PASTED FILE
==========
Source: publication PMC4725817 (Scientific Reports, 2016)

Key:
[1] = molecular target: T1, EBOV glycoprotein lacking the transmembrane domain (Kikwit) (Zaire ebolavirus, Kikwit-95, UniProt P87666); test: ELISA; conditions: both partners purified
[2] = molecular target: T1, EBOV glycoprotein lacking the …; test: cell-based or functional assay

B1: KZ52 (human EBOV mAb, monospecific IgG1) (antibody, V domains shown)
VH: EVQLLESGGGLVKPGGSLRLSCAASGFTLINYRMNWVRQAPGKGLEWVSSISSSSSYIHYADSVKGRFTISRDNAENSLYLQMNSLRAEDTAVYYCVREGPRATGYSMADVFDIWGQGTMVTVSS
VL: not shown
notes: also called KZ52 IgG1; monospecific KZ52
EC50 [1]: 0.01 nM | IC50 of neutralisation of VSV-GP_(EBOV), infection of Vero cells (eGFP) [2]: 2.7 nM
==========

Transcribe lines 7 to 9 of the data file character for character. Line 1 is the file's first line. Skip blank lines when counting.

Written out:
VL: not shown
notes: also called KZ52 IgG1; monospecific KZ52
EC50 [1]: 0.01 nM | IC50 of neutralisation of VSV-GP_(EBOV), infection of Vero cells (eGFP) [2]: 2.7 nM